Gender, Discourse, and Desire in Twentieth-Century Brazilian Women's Literature
Publication Year: 2004
Published by: Purdue University Press
Title Page, Copyright, Dedication
This book has been some years in the making. In a sense, it started many years ago, as I began reading, teaching, and writing about Brazilian women writers and their works. I wish to thank Fred Ellison, Maria José Somerlate Barbosa, and Matthew Bailey, who read earlier versions of this book at different times and offered valuable comments and encouragement ...
Introduction Brazilian Women's Literature as a Counterideological Discourse
Before the mid-1900s, the number of female names that were part of the Brazilian literary canon was rather small, although women had certainly engaged in writing, first as a hobby or as a private way of self-expression and, around the beginning of the twentieth century, as...
Chapter One Female Body, Male Desire
Twentieth-century Brazilian women's literature constitutes a body of ideological discourse that stands in opposition to the work of male writers who typically have rendered female sexuality as subservient to masculine desire. The best example of this masculinist perspective of the female body is Jorge Amado's Gabriela...
Chapter Two Brazilian Women Writers The Search for an Erotic Discourse
As I discussed in the previous chapter, canonical Brazilian literature by male authors often represents the female body and sexuality as subservient to male desire, and has shaped myths of femininity that originate ...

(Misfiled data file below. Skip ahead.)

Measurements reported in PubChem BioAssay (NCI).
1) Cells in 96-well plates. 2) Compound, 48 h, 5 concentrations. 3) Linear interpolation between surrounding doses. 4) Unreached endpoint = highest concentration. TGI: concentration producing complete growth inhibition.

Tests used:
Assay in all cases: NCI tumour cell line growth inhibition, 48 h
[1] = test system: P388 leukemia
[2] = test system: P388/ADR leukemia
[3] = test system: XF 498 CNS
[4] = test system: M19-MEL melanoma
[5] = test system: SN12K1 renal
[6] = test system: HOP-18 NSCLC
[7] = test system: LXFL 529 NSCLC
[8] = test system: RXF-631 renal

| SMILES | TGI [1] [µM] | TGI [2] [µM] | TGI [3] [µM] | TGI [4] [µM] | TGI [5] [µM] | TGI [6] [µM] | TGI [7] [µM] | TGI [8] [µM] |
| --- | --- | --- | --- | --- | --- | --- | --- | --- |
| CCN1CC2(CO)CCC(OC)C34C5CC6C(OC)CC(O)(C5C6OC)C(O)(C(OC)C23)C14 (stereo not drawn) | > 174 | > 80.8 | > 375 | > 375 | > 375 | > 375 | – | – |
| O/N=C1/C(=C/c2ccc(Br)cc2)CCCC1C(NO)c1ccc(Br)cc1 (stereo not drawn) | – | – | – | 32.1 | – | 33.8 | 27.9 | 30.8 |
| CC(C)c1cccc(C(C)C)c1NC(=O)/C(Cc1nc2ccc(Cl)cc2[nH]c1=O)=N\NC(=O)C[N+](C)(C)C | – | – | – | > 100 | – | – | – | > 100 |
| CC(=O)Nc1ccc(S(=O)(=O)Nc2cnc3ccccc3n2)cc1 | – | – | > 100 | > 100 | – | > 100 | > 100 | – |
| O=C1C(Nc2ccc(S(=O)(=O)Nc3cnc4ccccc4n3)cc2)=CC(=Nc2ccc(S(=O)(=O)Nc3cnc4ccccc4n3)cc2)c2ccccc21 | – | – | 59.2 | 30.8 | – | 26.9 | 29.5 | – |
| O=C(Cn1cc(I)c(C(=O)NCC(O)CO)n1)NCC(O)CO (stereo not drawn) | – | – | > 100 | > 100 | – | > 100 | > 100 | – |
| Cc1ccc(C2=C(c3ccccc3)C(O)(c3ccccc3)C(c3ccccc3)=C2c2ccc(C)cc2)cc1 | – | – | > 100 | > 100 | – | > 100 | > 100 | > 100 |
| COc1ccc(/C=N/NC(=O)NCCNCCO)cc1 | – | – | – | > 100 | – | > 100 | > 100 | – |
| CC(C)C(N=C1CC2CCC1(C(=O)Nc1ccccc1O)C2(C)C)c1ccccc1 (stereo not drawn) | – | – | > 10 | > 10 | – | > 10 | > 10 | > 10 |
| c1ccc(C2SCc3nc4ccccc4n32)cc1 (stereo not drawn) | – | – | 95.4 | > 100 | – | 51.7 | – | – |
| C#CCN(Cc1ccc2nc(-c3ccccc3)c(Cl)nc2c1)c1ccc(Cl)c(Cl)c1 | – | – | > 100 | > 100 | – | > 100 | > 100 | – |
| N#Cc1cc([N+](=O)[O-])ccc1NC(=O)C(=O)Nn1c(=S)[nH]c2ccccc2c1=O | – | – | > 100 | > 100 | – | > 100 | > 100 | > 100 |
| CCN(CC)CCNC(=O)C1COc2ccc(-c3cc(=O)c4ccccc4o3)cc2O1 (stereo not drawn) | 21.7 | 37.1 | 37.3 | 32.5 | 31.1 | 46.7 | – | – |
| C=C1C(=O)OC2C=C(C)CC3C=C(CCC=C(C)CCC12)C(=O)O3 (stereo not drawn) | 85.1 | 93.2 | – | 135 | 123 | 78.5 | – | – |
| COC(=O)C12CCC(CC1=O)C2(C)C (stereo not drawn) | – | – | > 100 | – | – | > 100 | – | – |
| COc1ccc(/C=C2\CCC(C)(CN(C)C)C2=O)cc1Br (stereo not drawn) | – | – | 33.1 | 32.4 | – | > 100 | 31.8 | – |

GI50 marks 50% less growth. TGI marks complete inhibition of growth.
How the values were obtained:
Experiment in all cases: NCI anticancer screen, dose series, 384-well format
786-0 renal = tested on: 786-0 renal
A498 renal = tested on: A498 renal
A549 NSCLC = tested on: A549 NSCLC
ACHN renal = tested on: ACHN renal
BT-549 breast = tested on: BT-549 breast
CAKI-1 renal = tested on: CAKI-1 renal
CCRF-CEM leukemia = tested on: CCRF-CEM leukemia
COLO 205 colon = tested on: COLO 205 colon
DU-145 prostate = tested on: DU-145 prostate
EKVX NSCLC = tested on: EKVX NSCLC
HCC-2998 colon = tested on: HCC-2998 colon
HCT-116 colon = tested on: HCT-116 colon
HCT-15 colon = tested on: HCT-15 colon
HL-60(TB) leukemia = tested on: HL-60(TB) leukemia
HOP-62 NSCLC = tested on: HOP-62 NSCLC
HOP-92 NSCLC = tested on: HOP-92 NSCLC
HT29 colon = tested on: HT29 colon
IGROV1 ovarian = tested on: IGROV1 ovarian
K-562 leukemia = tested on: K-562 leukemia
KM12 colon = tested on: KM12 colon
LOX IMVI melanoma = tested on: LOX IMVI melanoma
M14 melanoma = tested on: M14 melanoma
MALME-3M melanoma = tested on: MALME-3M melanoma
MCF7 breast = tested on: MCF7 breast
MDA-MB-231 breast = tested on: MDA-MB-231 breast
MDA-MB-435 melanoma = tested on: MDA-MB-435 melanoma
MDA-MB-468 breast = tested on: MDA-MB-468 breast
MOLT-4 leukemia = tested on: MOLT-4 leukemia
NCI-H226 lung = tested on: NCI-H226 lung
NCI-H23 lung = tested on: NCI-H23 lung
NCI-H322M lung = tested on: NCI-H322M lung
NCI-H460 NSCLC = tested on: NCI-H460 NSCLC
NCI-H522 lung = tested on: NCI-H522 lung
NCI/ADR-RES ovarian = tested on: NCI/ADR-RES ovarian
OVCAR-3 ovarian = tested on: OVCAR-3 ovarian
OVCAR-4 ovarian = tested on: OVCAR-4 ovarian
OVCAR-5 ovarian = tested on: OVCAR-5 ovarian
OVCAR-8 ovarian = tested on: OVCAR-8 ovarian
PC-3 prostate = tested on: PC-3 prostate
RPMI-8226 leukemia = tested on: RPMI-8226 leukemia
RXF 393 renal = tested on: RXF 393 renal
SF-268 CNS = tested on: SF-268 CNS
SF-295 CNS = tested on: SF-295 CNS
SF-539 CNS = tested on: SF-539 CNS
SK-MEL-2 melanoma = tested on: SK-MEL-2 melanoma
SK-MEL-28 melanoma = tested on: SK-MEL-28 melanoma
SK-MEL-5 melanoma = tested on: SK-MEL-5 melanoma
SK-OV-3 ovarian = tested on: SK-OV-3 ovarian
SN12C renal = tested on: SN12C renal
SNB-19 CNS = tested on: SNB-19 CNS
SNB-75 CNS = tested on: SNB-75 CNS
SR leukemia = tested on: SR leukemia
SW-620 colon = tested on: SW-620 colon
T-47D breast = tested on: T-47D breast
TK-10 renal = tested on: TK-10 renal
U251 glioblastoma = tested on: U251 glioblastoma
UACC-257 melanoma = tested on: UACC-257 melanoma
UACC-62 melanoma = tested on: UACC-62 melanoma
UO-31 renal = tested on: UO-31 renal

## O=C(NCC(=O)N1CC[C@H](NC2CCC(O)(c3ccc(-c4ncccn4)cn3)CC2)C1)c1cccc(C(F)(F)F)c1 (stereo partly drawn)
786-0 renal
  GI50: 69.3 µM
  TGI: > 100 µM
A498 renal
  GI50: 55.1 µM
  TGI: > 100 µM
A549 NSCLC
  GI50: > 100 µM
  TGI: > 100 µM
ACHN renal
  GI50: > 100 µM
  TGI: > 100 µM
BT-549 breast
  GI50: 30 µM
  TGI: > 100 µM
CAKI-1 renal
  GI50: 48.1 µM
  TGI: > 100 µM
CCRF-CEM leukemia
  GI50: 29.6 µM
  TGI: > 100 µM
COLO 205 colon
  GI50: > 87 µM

Chapter Three Representation of the Female Body and Desire: The Gothic, the Fantastic, and the Grotesque
While many twentieth-century Brazilian women authors have attempted to give expression to female desire in a way that is liberating for the female subject, often they seem to have failed, falling into the old pattern of conceiving female sexuality and the female body as subservient...
Chapter Four Sonia Coutinho's Short Fiction: Aging and the Female Body
Cixous, in her famous essay."Le rire de la Meduse" (1975; "The Laugh of the Medusa," 1983), in which she celebrates women's sexual, erotic, and linguistic differences from men, urges us to take a new look at the Medusa. She encourages us "to look at the Medusa...
Chapter Five Contemporary Brazilian Women's Short Stories: Lesbian Desire
In his groundbreaking book Sexual Textualities: Essays on Queer/ing Latin American Literature (1997), Foster has pointed out that literary critics in Latin America have generally disregarded a tradition of lesbian writings by Latin American women (10). This is certainly true ...
Chapter Six The Works of Marcia Denser and Marina Colasanti: Female Agency and Heterosexuality
In the previous chapter I have focused on late-twentieth-century short stories in which lesbian desire is central to the narrative. It is important to highlight the existence of a lesbian tradition in literature by Brazilian women writers, in an effort to lift the silence usually surrounding the lesbian woman and lesbian sexuality in Brazil...
Conclusion Brazilian Women Writers in the New Millennium
Since the beginning of the twentieth century, Brazilian women writers have come a long way in their representation of female desire, eroticism, and sexuality. From the first decades of the century with Gilka Machado's daring poetry, through the pioneering fiction of Rachel...
Appendix: English Translations
About the Author of This Book
Page Count: 160
Publication Year: 2004
Series Title: Purdue Studies in Romance Literatures
Series Editor Byline: Patricia Hart See more Books in this Series
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